I glean what I can get, and figure I'll finish the Karamazovs when I can. Until then, those cheesy 80s synth stabs and and Mondo Vision's lovely transfer and well-written subtitles all fuel the rush of Zulawski's poetic post-structuralist approach in a way that echoes the accidental poetry of old HK movies, the old kind of fractured English subtitles and plots so rapid and crazy that to even think about what's going on for a half a second means to be lost for the next two minutes, but if trust your instincts, stop reading the subtitles and 'hear' the dialogue (using the subtitles in tandem with the language) and let go of the rails, you just may experience a giddy and unique cine-high. See, Zulawski has a weird way of feeding you his movie plots subliminally. Somehow or other, you're pulled along by the scruff of your neck. With no time to get your bearings, you realize that, if you don't think about it too much (as with the aforementioned HK films), you know what's happening on an unconscious level if not a conscious one. This is especially true if you had to read Dostoevsky's The Idiot once. Or even did intentionally.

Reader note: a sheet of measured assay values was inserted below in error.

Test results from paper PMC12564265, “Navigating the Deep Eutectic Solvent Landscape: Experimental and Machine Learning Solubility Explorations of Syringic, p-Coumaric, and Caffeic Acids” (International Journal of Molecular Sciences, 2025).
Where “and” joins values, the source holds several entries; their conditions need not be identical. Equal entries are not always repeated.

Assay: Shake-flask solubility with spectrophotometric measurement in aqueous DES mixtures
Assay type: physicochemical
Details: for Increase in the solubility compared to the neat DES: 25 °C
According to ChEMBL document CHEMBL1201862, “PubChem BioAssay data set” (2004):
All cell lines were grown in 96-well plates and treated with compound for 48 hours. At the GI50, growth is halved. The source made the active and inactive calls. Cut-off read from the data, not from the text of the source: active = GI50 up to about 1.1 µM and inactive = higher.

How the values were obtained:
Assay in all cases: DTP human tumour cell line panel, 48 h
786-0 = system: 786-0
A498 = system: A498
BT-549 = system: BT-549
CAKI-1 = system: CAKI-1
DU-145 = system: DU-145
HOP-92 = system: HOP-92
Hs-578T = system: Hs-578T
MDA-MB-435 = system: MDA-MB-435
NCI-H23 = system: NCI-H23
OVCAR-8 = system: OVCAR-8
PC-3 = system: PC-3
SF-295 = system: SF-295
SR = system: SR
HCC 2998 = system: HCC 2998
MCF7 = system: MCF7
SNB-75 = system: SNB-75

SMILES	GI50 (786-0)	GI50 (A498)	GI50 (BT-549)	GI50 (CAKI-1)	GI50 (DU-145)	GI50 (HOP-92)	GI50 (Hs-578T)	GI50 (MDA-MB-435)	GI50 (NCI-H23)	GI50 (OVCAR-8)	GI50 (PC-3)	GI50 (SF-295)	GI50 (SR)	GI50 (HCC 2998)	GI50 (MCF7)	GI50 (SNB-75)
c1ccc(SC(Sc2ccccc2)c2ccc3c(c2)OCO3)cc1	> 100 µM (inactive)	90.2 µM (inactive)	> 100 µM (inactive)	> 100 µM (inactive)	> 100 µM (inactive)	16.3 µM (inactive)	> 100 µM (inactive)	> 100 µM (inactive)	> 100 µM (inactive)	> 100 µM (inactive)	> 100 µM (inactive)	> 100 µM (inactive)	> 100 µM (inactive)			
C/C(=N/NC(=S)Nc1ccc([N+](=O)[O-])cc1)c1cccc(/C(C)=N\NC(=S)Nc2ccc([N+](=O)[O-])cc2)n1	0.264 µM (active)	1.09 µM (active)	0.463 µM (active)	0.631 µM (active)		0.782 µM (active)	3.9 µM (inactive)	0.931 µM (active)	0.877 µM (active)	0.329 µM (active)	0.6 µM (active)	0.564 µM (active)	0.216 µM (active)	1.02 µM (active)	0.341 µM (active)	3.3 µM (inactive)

Francis Huster is the hero, a down-for-whatever Czech refugee named Leon, who finds himself spontaneously adopted by the drunken (coked up?) Mickey (Karyo) and his gang of laughing, joking, Nietzsche-quoting Arab terrorists on the run after robbing a bank dressed in Disney masks. Huster and Karyo bond on the train, but then beautiful Sophie Marceau shows up as Mickey's--and soon Leon's--obsession, ensuring neither man can ever leave the other alone for a minute for the rest of the film, lest he gain ground in the race to her bed.